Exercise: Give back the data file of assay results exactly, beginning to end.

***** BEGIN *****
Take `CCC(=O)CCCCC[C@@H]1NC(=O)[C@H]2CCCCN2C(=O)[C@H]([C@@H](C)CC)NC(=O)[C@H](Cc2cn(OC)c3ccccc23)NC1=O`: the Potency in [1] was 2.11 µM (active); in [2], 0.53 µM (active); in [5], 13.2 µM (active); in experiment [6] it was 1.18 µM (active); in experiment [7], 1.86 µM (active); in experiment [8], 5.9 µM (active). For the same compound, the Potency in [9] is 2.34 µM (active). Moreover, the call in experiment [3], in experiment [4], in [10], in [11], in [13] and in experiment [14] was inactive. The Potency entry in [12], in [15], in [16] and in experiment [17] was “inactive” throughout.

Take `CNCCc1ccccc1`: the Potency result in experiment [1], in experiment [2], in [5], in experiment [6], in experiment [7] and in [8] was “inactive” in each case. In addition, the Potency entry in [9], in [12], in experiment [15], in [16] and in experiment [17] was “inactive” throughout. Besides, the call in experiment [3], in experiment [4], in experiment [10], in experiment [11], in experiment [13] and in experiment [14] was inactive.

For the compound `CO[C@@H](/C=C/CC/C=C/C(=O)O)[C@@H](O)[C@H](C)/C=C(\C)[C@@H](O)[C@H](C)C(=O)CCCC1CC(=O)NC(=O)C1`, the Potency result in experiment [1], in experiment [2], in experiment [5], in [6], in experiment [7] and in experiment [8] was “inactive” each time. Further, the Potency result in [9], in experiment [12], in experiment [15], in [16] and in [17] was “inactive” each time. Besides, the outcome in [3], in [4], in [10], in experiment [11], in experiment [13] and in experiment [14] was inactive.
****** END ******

Take `CCC(=O)CCCCC[C@@H]1NC(=O)[C@H]2CCCCN2C(=O)[C@H]([C@@H](C)CC)NC(=O)[C@H](Cc2cn(OC)c3ccccc23)NC1=O`: the Potency in [1] was 2.11 µM (active); in [2], 0.53 µM (active); in [5], 13.2 µM (active); in experiment [6] it was 1.18 µM (active); in experiment [7], 1.86 µM (active); in experiment [8], 5.9 µM (active). For the same compound, the Potency in [9] is 2.34 µM (active). Moreover, the call in experiment [3], in experiment [4], in [10], in [11], in [13] and in experiment [14] was inactive. The Potency entry in [12], in [15], in [16] and in experiment [17] was “inactive” throughout.

Take `CNCCc1ccccc1`: the Potency result in experiment [1], in experiment [2], in [5], in experiment [6], in experiment [7] and in [8] was “inactive” in each case. In addition, the Potency entry in [9], in [12], in experiment [15], in [16] and in experiment [17] was “inactive” throughout. Besides, the call in experiment [3], in experiment [4], in experiment [10], in experiment [11], in experiment [13] and in experiment [14] was inactive.

For the compound `CO[C@@H](/C=C/CC/C=C/C(=O)O)[C@@H](O)[C@H](C)/C=C(\C)[C@@H](O)[C@H](C)C(=O)CCCC1CC(=O)NC(=O)C1`, the Potency result in experiment [1], in experiment [2], in experiment [5], in [6], in experiment [7] and in experiment [8] was “inactive” each time. Further, the Potency result in [9], in experiment [12], in experiment [15], in [16] and in [17] was “inactive” each time. Besides, the outcome in [3], in [4], in [10], in experiment [11], in experiment [13] and in experiment [14] was inactive.